About this Issue: This issue of Socrates has been divided into four sections. The first section of this issue is English Language and Literature. The first article of this section applies feministic approach on the play “Women Beware Women,” written by Thomas Middleton, to show how the ideas are used by writers to help the dominance of male over female. The second article of this section explores the blocks and hurdles faced by the academia in imbibing and imparting the English language in Kerala. It explores the function of language in relation to expressing oneself and in relation to human lives and culture. It also touches upon the strategies to be adopted in teaching the language in a multilingual setting. It also tries to relate the learning of language to literature, which has always been a subject of debate. The third article of this section aims to shed light on the colonial features in Chinua Achebe’s novel, Things Fall Apart, presenting a postcolonial approach to the novel by drawing on the two critics’ ideas.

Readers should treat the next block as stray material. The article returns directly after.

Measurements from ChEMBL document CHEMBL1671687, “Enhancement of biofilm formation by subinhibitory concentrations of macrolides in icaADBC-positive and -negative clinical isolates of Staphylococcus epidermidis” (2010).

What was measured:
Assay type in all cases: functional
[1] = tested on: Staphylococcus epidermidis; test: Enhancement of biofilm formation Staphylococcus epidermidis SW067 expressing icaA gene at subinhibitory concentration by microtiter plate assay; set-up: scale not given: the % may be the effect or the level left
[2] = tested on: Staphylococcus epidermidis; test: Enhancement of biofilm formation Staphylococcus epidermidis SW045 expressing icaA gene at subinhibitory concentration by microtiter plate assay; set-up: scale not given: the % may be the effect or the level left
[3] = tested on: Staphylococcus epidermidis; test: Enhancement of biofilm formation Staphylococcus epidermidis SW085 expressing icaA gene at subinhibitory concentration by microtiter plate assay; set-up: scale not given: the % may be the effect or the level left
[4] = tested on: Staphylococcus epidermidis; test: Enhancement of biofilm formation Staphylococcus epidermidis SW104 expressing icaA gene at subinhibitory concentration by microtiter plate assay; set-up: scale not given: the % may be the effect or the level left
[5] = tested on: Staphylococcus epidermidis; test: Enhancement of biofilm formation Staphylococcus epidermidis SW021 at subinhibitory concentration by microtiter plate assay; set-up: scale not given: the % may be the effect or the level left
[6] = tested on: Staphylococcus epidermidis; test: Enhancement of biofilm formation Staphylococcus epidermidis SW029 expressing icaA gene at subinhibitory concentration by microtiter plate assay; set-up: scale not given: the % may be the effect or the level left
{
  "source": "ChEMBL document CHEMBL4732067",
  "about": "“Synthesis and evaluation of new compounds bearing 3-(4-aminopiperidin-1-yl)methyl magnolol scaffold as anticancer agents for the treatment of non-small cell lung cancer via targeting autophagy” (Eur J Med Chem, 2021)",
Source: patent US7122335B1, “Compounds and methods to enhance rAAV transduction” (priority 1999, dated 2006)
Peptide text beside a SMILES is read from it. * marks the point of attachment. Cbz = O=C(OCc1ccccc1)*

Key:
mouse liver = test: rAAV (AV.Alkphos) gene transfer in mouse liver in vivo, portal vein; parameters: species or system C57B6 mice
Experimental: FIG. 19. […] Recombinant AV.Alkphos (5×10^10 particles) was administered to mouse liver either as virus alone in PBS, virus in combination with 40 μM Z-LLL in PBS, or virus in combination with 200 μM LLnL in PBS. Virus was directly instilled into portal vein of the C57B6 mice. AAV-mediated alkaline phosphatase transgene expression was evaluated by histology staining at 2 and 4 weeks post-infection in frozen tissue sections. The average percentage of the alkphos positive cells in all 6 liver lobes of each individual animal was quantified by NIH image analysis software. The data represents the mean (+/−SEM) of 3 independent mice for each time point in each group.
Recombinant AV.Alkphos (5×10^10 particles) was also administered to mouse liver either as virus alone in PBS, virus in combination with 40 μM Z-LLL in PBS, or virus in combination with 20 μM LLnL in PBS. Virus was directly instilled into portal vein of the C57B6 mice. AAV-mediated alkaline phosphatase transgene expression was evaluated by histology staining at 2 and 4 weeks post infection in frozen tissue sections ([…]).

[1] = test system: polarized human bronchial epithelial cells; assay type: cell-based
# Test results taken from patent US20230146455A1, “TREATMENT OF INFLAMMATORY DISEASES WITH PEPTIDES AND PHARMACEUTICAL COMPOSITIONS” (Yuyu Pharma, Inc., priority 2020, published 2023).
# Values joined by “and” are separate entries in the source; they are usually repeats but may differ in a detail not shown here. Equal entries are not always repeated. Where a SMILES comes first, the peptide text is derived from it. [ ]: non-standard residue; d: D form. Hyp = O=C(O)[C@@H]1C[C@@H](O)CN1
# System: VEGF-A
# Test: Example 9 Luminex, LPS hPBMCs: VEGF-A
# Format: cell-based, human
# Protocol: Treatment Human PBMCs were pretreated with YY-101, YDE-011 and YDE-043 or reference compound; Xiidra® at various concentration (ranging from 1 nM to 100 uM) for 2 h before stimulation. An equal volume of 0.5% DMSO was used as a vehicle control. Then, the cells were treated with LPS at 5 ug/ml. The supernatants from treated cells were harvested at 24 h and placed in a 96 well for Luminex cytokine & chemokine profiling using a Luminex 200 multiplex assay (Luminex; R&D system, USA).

The second section of this issue contains an article which examines the concept of “the friend zone” and its overwhelming impact on life and consciousness. Some crucial questions are raised in this context as to its new found origin, cause and its relative uniqueness. Critics’ views along with that of psychologists and social scientists are taken into account so as to approach the problem tactfully and effectively. The contribution of electronic media in its growth and propagation is studied so as to trace its propensity in overriding philosophies and social structures. Endeavor has been made to examine the pros and cons of abiding by this juvenile trend and a viable solution has been proposed.

The third section of this issue contains a research paper on Iranin Spike Butted AXE/ ADZ-AXES in Iran. This topological study indicates that although the main manufacturing Justify in Iran was Luristan and Elam at their very first appearance in the Iranian plateau, in following years each type and form seem to be a distinct regional and even chronological evolutionary form of spike butted axes of simple practical examples to their highly decorated ceremonial variants.

The fourth section of this issue contains an article that discusses the notion of metaphor, and relates it to a specific meaning, which, It argues, articulates Sara Kane’s play 4.48 Psychosis.

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